Additionally, thermal stability of the various film components is important for the recycling of edge trim and film scrap generated in the various film production processes.
A wide variety of thermoplastic polymers such as, for example, polyvinyl chloride, polyethylene, polypropylene and various polymers of ethylene and other comonomers, most notably vinyl acetate, have been used as stretch/cling films. These materials standing alone, however, suffer from a number of shortcomings. Most cannot be stretched to a great extent without adversely affecting their slip, tensile, tear resistance and puncture resistance properties. For the particular case of ethylene-vinyl acetate polymers, thermal stability becomes a problem on the reprocessing of trim and scrap.
More recently, the use of multilayer films has gained popularity. With a multilayer film, one can obtain a stretch/cling wrap having cling properties on one side and slip properties on the other side. For example, U.S. Pat. No. 4,518,654 discloses a multilayer film having an A/B construction wherein the A side has cling characteristics and the B side has slip characteristics. In the aforementioned patent, the A side is said to comprise a polyethylene or an ethylene-monoolefin polymer, preferably linear low density polyethylene (LLDPE). To provide the LLDPE with the desired cling properties, a tackifying agent such as polyisobutylene (PIB), which migrates to the film surface or "blooms," is added to the polymer. The B side is said to comprise a low density polyethylene (LDPE) with an anticling additive added to impart the desired slip properties to the LDPE. This patent is hereby incorporated by reference herein for all purposes as if fully set forth.
Other multilayer films comprising layers of the various aforementioned stretch/cling materials are disclosed in U.S. Pat. Nos. 3,508,944, 3,748,962, 3,817,821, 4,022,646, 4,082,877, 4,147,827, 4,189,420, 4,194,039, 4,303,710, 4,399,180, 4,364,981, 4,418,114, 4,425,268, 4,436,788, 4,504,434, 4,588,650 and 4,671,987; U.K. Patent Application No. 2,123,747; French Patent No. 2,031,801; and European Patent Application No. 0,198,091, all of which are also incorporated by reference herein for all purposes. These multilayer films are generally produced by one of a number of well-known coextrusion processes also disclosed in the aforementioned incorporated references.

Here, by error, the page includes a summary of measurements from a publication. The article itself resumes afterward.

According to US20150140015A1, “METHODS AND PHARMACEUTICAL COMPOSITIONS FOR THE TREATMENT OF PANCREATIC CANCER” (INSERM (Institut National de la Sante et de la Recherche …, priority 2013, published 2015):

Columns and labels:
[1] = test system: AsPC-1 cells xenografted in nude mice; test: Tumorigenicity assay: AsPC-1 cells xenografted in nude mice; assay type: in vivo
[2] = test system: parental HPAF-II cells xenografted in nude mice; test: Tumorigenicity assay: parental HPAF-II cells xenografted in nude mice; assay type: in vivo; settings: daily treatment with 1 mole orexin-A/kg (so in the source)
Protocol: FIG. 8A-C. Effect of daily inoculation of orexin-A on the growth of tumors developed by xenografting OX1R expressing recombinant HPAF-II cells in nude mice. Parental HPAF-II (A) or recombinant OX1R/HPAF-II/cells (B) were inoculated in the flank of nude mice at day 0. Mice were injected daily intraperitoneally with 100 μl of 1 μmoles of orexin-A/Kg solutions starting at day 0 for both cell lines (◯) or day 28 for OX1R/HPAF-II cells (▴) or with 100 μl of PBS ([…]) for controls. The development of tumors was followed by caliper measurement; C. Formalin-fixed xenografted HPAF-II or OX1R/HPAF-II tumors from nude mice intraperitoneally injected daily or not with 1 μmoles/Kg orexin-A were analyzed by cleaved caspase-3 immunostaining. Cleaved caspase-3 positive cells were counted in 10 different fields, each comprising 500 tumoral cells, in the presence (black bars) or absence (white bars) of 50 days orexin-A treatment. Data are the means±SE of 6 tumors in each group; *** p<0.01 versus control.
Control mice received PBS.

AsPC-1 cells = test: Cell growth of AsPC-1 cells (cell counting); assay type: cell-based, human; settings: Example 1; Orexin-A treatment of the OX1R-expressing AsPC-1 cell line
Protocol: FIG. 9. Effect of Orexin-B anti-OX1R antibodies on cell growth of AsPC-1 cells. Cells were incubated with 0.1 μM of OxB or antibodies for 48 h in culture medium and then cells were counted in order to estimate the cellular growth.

Many of the multilayer films, however, still suffer from shortcomings possessed by their individual layers. For instance, films containing a tackifying additive may be prepared and used in such a manner that the tackifier is "picked off" and onto the slip side of the film because the slip and cling layers of the film are in intimate contact on the film roll. Others do not possess desired slip properties, particularly when in a highly stretched state. Still others do not possess a desirable combination of stretch, tensile, tear resistance, puncture resistance, optical and thermal stability properties.
In European Patent Application No. 0,317,166 and U.S. Ser. No. 123,002, filed Nov. 19, 1987, both of which are hereby incorporated herein by reference, there is described a stretch/cling film having a cling layer of ethyleneacrylate copolymer. The film preferably avoids the use of a tackifier.
Hot melt adhesives, containing a blend of (a) high density polyethylene or isotactic polypropylene, (b) a copolymer of ethylene and an alkyl ester of acrylic or methacrylic acid or vinyl acetate, (c) an ionomer resin and (d) a tackifier such as a terpene resin or a glyceryl ester of a rosin acid, are described in U.S. Pat. Nos. 4,337,298 and 4,367,113 to Karim et al.
The present invention, therefore, provides a thermoplastic film having properties especially well suited for use as a stretch/cling wrap.
The present invention also provides a thermoplastic film having excellent cling properties, even in a highly stretched state.
The present invention further provides a multilayer stretch/cling film having excellent cling properties on one side and excellent slip properties on an opposite side, even in a highly stretched state.
Still further, the present invention provides a multilayer stretch/cling film which, as a whole, possesses desirable stretch, tensile strength, puncture resistance, tear resistance, optical and thermal stability properties.
Finally, the present invention provides a process for producing such a stretch/cling film, a process for using such stretch/cling film to bundle, package or unitize an article or a plurality of articles, and an article or plurality of articles so bundled, packaged or unitized.